Comments Gone Bad: Guardian Analyzes 70 Million, Discovers the Trends of Hatred
If you’ve spent any time whatsoever on the web, you know, way deep down at a cellular level, how truly nasty comment sections can get. My first experience with this was way, way back in the days when we connected to the web via CompuServe, and I saw what we were just starting to call “Flame Wars” break out.
The platforms have changed over the years, but the behavior has not. Well, actually, it has. The opportunity for unhinged, wicked obsessives to use technology to work out their deep-seated anger, fear and penis inadequacy issues (and howdy there, CCJ!) have only increased as we have come to lead more-connected lives.
The Guardian has done a deep-data-dive into its comment sections, and come up with some shockingly predictable/predictably shocking results:
New research into our own comment threads provides the first quantitative evidence for what female journalists have long suspected: that articles written by women attract more abuse and dismissive trolling than those written by men, regardless of what the article is about.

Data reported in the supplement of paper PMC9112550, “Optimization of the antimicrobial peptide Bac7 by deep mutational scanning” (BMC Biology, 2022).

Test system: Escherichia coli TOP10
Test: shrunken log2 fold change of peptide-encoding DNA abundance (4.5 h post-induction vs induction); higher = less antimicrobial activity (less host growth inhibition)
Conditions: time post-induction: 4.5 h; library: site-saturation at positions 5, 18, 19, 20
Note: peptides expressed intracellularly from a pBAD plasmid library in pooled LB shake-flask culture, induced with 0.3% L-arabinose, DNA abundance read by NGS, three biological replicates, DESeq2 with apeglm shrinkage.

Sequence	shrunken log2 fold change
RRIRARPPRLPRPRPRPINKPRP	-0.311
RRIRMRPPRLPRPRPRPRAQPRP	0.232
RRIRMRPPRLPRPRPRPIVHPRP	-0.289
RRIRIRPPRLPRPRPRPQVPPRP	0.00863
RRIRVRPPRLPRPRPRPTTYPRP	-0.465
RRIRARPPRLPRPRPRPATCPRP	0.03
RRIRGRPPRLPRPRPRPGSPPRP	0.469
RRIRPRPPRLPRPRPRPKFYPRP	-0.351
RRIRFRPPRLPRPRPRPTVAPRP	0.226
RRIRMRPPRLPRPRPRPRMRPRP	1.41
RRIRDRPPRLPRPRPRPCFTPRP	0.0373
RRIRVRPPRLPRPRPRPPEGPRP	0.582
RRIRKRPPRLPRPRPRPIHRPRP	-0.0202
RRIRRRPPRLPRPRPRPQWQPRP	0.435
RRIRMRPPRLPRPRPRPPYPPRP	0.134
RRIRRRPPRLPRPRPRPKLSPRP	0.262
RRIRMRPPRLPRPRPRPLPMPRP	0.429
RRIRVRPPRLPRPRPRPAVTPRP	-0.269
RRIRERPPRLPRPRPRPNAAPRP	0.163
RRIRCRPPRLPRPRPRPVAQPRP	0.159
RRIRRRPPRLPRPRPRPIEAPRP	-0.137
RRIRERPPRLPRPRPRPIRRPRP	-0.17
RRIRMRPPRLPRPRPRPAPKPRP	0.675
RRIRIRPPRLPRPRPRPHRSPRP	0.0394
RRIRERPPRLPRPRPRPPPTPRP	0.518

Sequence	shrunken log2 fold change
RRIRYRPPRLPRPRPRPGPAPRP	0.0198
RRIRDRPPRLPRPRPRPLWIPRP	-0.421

Although the majority of our regular opinion writers are white men, we found that those who experienced the highest levels of abuse and dismissive trolling were not. The 10 regular writers who got the most abuse were eight women (four white and four non-white) and two black men. Two of the women and one of the men were gay. And of the eight women in the “top 10”, one was Muslim and one Jewish.
And the 10 regular writers who got the least abuse? All men.
The takeaway here?
Without getting too obsequious, I’d like to thank you all for providing a decent space to read and discover and debate. This is all too rare, and takes careful gardening and an engaged community.